Photographers are always looking for new tools and techniques to help improve our work or to facilitate the exploration of new subject matter. For me, it was the latter scenario—I recently purchased a new telephoto lens with the intention of taking a stab at wildlife photography. As a long-time Nikon shooter and, as one not prone to splurge on gear, I settled on the Nikon AF-S NIKKOR 200-500mm f/5.6E ED VR telephoto zoom and the Nikon 1.4 tel-extender. When combined, they theoretically provide the capability to take a shot at 700mm. That’s a big jump from my previous maximum of 340mm using a 1.7 extender with my 70-200m f/2.8 lens.
Weight is also a consideration. The weight of the f/5.6 zoom lens is 5.1 lbs., while the weight of the 500mm f/4 prime lens is 8.54 lbs. And for those who consider the weight of their wallet, the price difference is more than $5,000.
But how does it perform? The answer to this question is still open, but some preliminary findings can be made. In my view, it’s usually wise to take small steps while becoming familiar with a new piece of equipment. So, I decided to start in my own backyard where the presence of a several bird feeders attracts a decent variety of birds, especially during the winter months.
Pileated Woodpecker (male)
(Nikon D800E with Nikon 200-500mm lens on tripod; 1/400th sec @ f/5.6, ISO 3200)
The image above was not cropped and there was no sharpening in Photoshop. Due to the large size of original file, it would come out as a 16 X 24” print without any upsizing. Given the low light situation, a high ISO was necessary so there probably would be a bit of noise evident in a full-sized print.
Pileated Woodpecker (female)
(Nikon D810 with 200-500mm lens & 1.4 extender on tripod; 1/125th sec @ f/8, ISO 1600)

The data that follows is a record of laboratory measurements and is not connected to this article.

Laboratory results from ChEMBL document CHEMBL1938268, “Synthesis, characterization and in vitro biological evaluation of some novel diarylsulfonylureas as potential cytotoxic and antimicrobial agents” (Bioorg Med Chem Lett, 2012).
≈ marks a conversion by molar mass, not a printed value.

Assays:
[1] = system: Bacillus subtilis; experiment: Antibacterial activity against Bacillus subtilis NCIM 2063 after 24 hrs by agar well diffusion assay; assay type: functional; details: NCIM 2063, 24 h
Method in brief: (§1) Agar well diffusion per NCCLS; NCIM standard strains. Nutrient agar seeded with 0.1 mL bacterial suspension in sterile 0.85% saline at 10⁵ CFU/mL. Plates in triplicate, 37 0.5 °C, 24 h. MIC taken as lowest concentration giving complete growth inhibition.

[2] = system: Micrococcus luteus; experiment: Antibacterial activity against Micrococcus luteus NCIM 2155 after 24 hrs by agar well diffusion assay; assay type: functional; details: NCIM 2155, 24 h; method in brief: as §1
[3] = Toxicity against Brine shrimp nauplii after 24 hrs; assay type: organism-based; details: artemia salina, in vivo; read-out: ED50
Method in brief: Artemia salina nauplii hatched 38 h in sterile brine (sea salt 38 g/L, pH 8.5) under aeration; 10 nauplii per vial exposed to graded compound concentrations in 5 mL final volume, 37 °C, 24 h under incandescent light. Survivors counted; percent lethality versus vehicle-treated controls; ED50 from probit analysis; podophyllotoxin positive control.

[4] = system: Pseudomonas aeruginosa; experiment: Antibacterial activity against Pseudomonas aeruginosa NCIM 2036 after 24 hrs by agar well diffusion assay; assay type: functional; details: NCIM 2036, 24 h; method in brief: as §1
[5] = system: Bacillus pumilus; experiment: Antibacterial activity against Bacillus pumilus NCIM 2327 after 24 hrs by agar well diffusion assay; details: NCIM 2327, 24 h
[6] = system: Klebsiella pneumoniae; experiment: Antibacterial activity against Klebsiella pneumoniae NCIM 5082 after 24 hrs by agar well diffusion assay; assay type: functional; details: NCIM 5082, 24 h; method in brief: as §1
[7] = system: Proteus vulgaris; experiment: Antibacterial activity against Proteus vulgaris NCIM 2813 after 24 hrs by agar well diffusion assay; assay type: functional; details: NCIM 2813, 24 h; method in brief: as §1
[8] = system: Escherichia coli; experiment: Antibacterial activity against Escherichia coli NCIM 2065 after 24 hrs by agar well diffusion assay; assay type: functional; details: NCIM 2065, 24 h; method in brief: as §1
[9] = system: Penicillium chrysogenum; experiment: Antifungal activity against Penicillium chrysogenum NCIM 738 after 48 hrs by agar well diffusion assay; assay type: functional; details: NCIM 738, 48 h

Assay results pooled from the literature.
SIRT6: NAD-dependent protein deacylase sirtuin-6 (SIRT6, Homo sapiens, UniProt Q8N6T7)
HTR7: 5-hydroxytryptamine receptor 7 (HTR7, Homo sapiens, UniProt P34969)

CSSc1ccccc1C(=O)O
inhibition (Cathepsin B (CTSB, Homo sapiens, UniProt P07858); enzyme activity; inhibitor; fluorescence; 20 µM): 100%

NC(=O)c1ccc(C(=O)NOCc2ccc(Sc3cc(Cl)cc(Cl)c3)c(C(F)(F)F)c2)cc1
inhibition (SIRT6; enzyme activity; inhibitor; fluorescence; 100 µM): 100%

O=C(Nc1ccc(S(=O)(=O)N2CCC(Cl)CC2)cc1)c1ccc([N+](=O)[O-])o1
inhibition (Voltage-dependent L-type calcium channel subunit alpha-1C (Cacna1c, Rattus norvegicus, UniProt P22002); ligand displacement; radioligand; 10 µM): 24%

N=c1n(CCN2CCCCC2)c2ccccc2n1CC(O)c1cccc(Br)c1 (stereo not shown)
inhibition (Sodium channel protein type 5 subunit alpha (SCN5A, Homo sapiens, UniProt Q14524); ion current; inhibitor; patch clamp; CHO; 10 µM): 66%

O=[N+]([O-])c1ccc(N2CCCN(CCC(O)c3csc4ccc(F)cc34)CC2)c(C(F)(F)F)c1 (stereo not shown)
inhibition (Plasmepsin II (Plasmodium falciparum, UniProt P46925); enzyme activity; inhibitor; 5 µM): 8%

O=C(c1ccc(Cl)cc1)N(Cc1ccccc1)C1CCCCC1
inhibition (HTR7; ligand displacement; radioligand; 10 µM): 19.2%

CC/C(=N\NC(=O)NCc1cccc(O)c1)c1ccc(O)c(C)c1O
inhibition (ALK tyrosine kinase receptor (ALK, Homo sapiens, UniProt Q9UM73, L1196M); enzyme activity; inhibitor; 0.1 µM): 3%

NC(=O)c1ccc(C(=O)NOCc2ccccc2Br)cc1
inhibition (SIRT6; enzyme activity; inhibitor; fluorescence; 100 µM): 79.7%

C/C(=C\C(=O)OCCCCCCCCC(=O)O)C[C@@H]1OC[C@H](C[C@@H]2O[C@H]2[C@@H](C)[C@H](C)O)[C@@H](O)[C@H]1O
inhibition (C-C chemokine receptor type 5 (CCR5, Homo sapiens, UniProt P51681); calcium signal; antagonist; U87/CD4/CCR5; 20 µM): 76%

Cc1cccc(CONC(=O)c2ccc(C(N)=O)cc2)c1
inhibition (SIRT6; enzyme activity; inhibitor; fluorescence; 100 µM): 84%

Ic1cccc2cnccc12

Adding the extender brought the subject really close. But I found that the D800E had difficulty resolving focus with the extender. Switching to the Nikon 810 brought better results but it had become clear the extender has limited utility in low light situations. As before, this is an uncropped image. A full stop was lost due to the extender, but by dropping the shutter speed, it was possible to use a lower ISO. This speed, however would far too slow without a tripod, let alone a bird in flight.
Avian Food Fight #1
(Nikon D810 with 200-500mm lens & 1.4 extender on tripod; 1/1600th sec @ f/9, ISO 1600)
Avian Food Fight #2
(Nikon D810 with 200-500mm lens & 1.4 extender on tripod; 1/1600th sec @ f/8, ISO 1600)
The feeder in the two images immediately above is about twice as far away and the birds are much smaller. But it was well illuminated by sunlight so a faster shutter speed was possible and focusing was not a problem.
Having tested the lens in a familiar environment and with full knowledge of knowing exactly where to point the camera before the birds arrived, it was now time to try for something a little more difficult—birds in flight. I spent a bit of time practicing on a flock of buzzards at the nearby Great Falls National Park. I will spare you samples of the results. They turned out fine, but buzzards??
We need something more impressive. Something regal and majestic, like a bald eagle.
Luckily, there is a location about two hours away where a large number of bald eagles gather in the winter. It is the Conowingo dam in Darlington Maryland and I learned of it from Jim, a photographer colleague who had been there. More information about it can be found here.
So, with a forecast of sunny weather on Wednesday, Jim and I drove up in the teeth of the morning rush hour traffic. Jim was correct—there were many eagles to see and, as noted in the referenced link above, there were many photographers there as well. But the weather man had lied—a heavy cloud cover arrived as we drove into the parking lot.
In addition to large numbers of eagles and photographers, there were also numerous vultures (buzzards). Not a problem I thought, until I saw this sign.
But, there were so many cars in the lot, what were the chances? We rolled the dice and decided to stay. (That part worked out as we hoped–they did not attack my car) Here are two examples of the results.
Bald Eagle in Flight
(Nikon D810 with 200-500mm lens handheld; 1/1600th sec @ f/6.3, ISO 800)
Bald Eagle with Fish
(Nikon D810 with 200-500mm lens handheld; 1/5000th sec @ f/11, ISO 1600)
In sum, more testing is needed and hopefully there will be another chance at Conowingo before the eagles depart in late January. Updates will be included in future posts. In the meantime…